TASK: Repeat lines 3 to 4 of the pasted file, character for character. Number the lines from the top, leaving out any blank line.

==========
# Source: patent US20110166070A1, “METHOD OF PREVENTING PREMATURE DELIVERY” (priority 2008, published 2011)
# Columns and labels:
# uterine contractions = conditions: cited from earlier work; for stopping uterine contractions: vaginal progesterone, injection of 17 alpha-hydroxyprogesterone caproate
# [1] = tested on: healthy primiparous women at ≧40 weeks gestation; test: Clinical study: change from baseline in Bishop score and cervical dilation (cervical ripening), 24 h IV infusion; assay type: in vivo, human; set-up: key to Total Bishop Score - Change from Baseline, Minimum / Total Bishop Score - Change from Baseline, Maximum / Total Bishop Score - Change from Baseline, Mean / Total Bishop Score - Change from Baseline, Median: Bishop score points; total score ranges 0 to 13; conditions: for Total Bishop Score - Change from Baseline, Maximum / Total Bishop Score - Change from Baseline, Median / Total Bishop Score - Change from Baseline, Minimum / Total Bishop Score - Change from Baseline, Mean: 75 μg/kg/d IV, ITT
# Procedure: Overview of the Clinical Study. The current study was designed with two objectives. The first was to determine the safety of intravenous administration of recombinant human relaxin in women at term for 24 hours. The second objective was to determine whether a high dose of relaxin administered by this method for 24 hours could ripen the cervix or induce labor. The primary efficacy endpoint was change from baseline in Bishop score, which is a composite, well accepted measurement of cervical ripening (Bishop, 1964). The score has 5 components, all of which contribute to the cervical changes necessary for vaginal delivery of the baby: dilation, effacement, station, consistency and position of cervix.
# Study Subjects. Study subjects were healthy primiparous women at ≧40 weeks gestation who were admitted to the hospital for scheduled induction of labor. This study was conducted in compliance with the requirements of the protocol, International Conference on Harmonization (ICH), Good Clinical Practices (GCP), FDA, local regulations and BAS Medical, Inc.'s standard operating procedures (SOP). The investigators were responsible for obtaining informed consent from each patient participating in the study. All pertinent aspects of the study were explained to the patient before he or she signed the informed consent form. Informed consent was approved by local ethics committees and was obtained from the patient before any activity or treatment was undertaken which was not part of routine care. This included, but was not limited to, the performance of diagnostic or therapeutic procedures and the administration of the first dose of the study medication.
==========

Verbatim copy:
# uterine contractions = conditions: cited from earlier work; for stopping uterine contractions: vaginal progesterone, injection of 17 alpha-hydroxyprogesterone caproate
# [1] = tested on: healthy primiparous women at ≧40 weeks gestation; test: Clinical study: change from baseline in Bishop score and cervical dilation (cervical ripening), 24 h IV infusion; assay type: in vivo, human; set-up: key to Total Bishop Score - Change from Baseline, Minimum / Total Bishop Score - Change from Baseline, Maximum / Total Bishop Score - Change from Baseline, Mean / Total Bishop Score - Change from Baseline, Median: Bishop score points; total score ranges 0 to 13; conditions: for Total Bishop Score - Change from Baseline, Maximum / Total Bishop Score - Change from Baseline, Median / Total Bishop Score - Change from Baseline, Minimum / Total Bishop Score - Change from Baseline, Mean: 75 μg/kg/d IV, ITT